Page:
6. 6.
    Lu Z, Shi X, Ma Y, Fan W, Lu Y, Wang Z (2018) A simple two-output near-infrared fluorescent probe for hydrazinedetection in living cells and mice. Sensors Actuators B Chem 258:42–49CrossRefGoogle Scholar
  7. 7.
    Chen Y, Xian YY, Jiang X (2017) Surface modification of gold nanoparticles with small molecules for biochemical analysis. Acc Chem Res 50:310–319CrossRefGoogle Scholar
  8. 8.
    Yao TH, Guo X, Qin S-C, Xia FY, Li YL, Chen Q, Li JS, He DY (2017) Effect of RGO coating on interconnected Co3O4 nanosheets and improved supercapacitive behavior of Co3O4/rGO/NF architecture. Nano-Micro Lett. 9:38CrossRefGoogle Scholar
  9. 9.
    Rahman MM, Alfonso VG, Fabregat-Santiago F, Bisquert J, Asiri AM, Alshehri AA, Albar HA (2017) Hydrazine sensors development based on a glassy carbon electrode modified with a nanostructured TiO2 films by electrochemical approach. Microchim Acta 184:2123–2129CrossRefGoogle Scholar
  10. 10.
    Du JS, Bian T, Yu J, Jiang Y, Wang X, Yan Y, Jiang Y, Jin C, Zhang H, Yang D (2017) Embedding ultrafine and high-content Pt nanoparticles at ceria surface for enhanced thermal stability. Adv Sci 4(2017):1700056CrossRefGoogle Scholar
  11. 11.
    Li S, Bao D, Shi M, Wu B-L, Yan J, Jiang Q (2017) Amorphizing of Au nanoparticles by CeOx-RGO hybrid support towards highly efficient electrocatalyst for N2 reduction under ambient conditions. Adv Mater 29:1700001CrossRefGoogle Scholar
  12. 12.
    Jin R, Zeng C, Zhou M, Chen Y (2016) Atomically precise colloidal metal nanoclusters and nanoparticles: fundamentals and opportunities. Chem Rev 116:10346–10413CrossRefGoogle Scholar
  13. 13.
    Zhan W, He Q, Liu X, Guo Y, Wang Y, Wang L, Guo Y, Borisevich A-Y, Zhang J, Lu G, Dai S (2016) A sacrificial coating strategy toward enhancement of metal–support interaction for ultrastable Au nanocatalysts. J Am Chem Soc 138:16130–16139CrossRefGoogle Scholar
  14. 14.
    Mitsudome T, Mikami Y, Matoba M, Mizugaki T, Jitsukawa K, Kaneda K (2012) Design of a silver-cerium dioxide core–shell nanocomposite catalyst for chemoselective reduction reaction. Angew Chem Int Ed 51:136–139CrossRefGoogle Scholar
  15. 15.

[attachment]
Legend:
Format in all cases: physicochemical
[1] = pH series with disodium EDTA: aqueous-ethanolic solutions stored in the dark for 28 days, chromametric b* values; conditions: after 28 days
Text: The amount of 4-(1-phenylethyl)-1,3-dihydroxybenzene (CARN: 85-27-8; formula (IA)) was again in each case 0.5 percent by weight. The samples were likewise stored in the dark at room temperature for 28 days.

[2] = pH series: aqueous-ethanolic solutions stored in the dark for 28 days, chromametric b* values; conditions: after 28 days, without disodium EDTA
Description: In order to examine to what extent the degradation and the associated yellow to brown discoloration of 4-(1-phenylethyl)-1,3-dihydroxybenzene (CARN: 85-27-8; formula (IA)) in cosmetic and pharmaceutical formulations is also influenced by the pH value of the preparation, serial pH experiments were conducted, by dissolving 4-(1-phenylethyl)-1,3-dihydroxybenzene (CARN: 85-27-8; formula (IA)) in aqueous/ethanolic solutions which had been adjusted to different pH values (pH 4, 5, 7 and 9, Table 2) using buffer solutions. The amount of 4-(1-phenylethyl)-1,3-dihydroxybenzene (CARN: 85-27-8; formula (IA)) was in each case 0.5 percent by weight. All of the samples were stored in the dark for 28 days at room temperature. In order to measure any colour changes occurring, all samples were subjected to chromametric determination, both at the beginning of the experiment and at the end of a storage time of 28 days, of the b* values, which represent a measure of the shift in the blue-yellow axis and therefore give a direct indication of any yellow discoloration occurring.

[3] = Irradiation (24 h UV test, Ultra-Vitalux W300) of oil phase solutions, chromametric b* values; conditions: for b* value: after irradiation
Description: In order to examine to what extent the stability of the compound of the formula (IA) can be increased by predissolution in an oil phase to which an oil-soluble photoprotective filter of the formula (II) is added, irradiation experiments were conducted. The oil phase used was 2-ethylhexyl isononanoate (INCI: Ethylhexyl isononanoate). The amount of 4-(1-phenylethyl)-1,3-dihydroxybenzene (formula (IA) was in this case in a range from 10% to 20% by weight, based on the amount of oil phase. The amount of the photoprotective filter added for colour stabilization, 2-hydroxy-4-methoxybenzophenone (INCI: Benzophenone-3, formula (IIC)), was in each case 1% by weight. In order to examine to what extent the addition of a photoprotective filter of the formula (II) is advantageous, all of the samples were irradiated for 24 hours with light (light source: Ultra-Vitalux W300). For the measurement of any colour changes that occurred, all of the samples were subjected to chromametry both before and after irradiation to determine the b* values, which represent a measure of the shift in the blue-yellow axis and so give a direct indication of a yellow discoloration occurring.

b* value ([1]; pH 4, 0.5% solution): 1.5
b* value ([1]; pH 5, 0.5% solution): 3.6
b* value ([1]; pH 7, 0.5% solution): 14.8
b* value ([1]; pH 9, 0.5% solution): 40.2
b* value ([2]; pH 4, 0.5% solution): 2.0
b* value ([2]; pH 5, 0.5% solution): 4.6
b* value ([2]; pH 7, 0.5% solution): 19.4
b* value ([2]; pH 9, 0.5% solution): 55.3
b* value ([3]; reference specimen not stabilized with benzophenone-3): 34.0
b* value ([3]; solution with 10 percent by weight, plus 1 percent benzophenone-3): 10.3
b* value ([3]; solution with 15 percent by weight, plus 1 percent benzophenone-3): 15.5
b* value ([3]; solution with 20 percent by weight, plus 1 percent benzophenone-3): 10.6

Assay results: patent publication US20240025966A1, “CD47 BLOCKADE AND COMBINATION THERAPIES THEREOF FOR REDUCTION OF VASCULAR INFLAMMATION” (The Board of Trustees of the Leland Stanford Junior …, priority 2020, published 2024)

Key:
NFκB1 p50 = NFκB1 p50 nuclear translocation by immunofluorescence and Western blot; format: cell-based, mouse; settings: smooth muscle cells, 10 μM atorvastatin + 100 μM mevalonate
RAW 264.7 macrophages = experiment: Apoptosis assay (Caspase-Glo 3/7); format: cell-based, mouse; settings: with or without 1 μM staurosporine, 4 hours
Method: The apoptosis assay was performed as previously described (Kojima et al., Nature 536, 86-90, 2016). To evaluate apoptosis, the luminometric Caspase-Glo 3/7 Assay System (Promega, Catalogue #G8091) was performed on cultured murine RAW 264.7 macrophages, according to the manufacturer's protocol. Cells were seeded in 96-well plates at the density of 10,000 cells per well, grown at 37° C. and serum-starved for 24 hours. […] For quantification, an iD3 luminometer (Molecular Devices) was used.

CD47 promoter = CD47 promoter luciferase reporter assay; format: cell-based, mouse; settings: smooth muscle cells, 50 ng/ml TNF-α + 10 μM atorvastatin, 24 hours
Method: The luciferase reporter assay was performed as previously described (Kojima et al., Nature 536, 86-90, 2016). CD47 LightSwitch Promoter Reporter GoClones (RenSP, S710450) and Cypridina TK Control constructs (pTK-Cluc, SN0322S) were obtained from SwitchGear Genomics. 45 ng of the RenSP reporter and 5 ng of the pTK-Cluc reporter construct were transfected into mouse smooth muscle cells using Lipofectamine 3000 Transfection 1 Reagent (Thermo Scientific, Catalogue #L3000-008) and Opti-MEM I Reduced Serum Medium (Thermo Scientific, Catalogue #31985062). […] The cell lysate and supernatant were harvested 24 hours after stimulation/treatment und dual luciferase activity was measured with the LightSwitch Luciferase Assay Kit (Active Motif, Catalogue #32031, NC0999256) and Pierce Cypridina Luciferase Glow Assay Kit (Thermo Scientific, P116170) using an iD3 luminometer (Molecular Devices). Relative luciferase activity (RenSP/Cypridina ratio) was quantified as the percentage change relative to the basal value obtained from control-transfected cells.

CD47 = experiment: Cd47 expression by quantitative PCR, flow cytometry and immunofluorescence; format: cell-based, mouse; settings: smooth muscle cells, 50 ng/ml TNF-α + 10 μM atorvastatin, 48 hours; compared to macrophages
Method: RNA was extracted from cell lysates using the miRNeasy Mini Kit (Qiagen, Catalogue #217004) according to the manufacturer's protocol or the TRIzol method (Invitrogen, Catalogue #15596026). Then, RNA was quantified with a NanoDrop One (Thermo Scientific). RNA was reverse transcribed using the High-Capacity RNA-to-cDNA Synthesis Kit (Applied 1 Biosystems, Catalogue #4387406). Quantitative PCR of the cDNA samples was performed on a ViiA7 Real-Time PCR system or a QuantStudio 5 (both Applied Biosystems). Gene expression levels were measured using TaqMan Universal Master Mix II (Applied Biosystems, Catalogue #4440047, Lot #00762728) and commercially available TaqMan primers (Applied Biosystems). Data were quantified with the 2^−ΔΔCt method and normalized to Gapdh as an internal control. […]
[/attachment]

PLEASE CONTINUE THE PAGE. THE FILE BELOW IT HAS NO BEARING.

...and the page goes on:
Han YJ, Han L, Zhang LL, Dong SJ (2015) Ultrasonic synthesis of highly dispersed Au nanoparticles supported on Ti-based metal-organic frameworks for electrocatalytic oxidation of hydrazine. J Mater Chem A 3:14669–14674CrossRefGoogle Scholar
  16. 16.
    Jiao Y, Li N, Yu H, Li W, Zhao J, Li X, Zhang X (2017) Fabrication of strawberry-like Au@CeO2 nanoparticles with enhanced catalytic activity by assembly of block copolymer composite micelles. RSC Adv 7:662–668CrossRefGoogle Scholar
  17. 17.
    Song S, Wang X, Zhang H (2015) CeO2-encapsulated noble metal nanocatalysts: enhanced activity and stability for catalytic application. NPG Asia Material 7:179CrossRefGoogle Scholar
  18. 18.
    Wang F, Wang J, Shao L, Zhao Y, Xia X (2014) Hybrids of gold nanoparticles highly dispersed on graphene for the oxygen reduction reaction. Electrochem Commun 38:82–85CrossRefGoogle Scholar
  19. 19.
    Zhang C, Wang G, Ji Y, Liu M, Feng Y, Zhang Z (2010) Enhancement in analytical hydrazine based on gold nanoparticles deposited on ZnO-MWCNTs films. Sensors Actuators B Chem 150:247–253CrossRefGoogle Scholar
  20. 20.
    Ismail RA, Abdul-Hamed R (2017) Laser ablation of Au–CuO core–shell nanocomposite in water for optoelectronic devices. Mater Res Express 4:125020CrossRefGoogle Scholar
  21. 21.
    Ye W, Yang B, Cao G, Duan L, Wang C (2008) Electrocatalytic oxidation of hydrazine compound on electroplated Pd/WO3 film. Thin Solid Films 516:2957–2961CrossRefGoogle Scholar